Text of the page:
I don’t think when I lived in Kenya that I ever needed to pay a bribe. Nor Rwanda. I once paid a bribe at the border in Uganda, because I had just crossed into Congo and had to go back to Uganda and didn’t feel like paying $30 for a one month visa when I was only going to be there for a day before I headed to Congo via Rwanda instead.
But overall, it was really not part of the culture. Why, then, is it so ubiquitous in Congo? What has happened here that elicits constant solicitation?
During our brief time in Kinshasa, in our $100 taxi ride to the office from the airport, we had a discussion of this topic with Bola, the immigrations officer who helped us with our transport and helped us out of $50.
I asked him whether his cost of living in Kinshasa was so high that he constantly needed more money, and he told me that he made $100 a month, but that his house cost $200 a month in rent. And he had 4 children and a wife. Thankfully, just one.
I asked him how it was possible to make rent when it was so much more than his salary, and he replied, very honestly, “Well, I need gifts from my friends.”
He continued on to say that we certainly didn’t have to give him any money, but that “we could if we wanted to.”
This conundrum also seems to be a constant theme. Is there anyone who is ever truly inspired to give bribes, unforced? Does anyone really wake up one morning and say “I’d love to pay money for nothing!” ??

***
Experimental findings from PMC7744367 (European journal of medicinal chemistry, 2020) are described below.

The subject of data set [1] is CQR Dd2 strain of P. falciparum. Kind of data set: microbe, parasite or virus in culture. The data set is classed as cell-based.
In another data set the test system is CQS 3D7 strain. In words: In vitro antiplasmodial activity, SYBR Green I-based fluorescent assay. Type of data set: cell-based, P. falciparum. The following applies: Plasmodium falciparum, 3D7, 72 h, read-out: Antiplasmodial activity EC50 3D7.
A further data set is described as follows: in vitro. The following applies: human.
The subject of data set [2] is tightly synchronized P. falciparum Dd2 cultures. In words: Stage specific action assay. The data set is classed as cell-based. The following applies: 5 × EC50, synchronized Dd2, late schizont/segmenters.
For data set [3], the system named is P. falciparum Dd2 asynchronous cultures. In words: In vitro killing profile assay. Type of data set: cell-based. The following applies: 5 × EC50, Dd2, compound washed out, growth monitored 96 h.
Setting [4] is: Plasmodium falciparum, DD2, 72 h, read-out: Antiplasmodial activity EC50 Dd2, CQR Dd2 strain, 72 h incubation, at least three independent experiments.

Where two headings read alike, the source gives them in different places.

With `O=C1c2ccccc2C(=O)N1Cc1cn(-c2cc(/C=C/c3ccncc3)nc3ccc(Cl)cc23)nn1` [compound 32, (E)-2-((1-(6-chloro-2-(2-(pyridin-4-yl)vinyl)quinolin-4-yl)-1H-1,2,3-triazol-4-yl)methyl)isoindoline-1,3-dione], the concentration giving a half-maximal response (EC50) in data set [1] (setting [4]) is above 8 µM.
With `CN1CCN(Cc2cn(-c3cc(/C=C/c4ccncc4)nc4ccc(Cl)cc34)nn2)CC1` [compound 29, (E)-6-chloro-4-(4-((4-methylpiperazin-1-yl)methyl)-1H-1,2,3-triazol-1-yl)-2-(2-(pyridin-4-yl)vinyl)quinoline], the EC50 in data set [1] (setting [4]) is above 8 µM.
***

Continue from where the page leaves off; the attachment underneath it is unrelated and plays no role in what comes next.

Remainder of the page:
While at the DGM’s office in Buta, Cleve was told this phrase MAKOLO NA NZILA by our friend who was there to supervise and prevent us from having to pay bribes. Of course, this phrase seemed to solicit bribes all on its own -- it means “Hand for the Road” but the idea behind it is that you came from another place, and need to give a little sugar for the road.
There is, of course, no real repercussion for not paying bribes. When Adam was nervous about our various official visits, I told him, frankly, that really, there were very few things that could be levied against us. I mean, our visas are for three months currently and I suppose they could be revoked or not-renewed, but we can’t be killed, or thrown in jail, so overall, the intimidation factor is mostly bark and no bite.
I’m still glad to be done with official visits. And hopefully in three months when it’s time to renew our visas, it’ll go off without a hitch!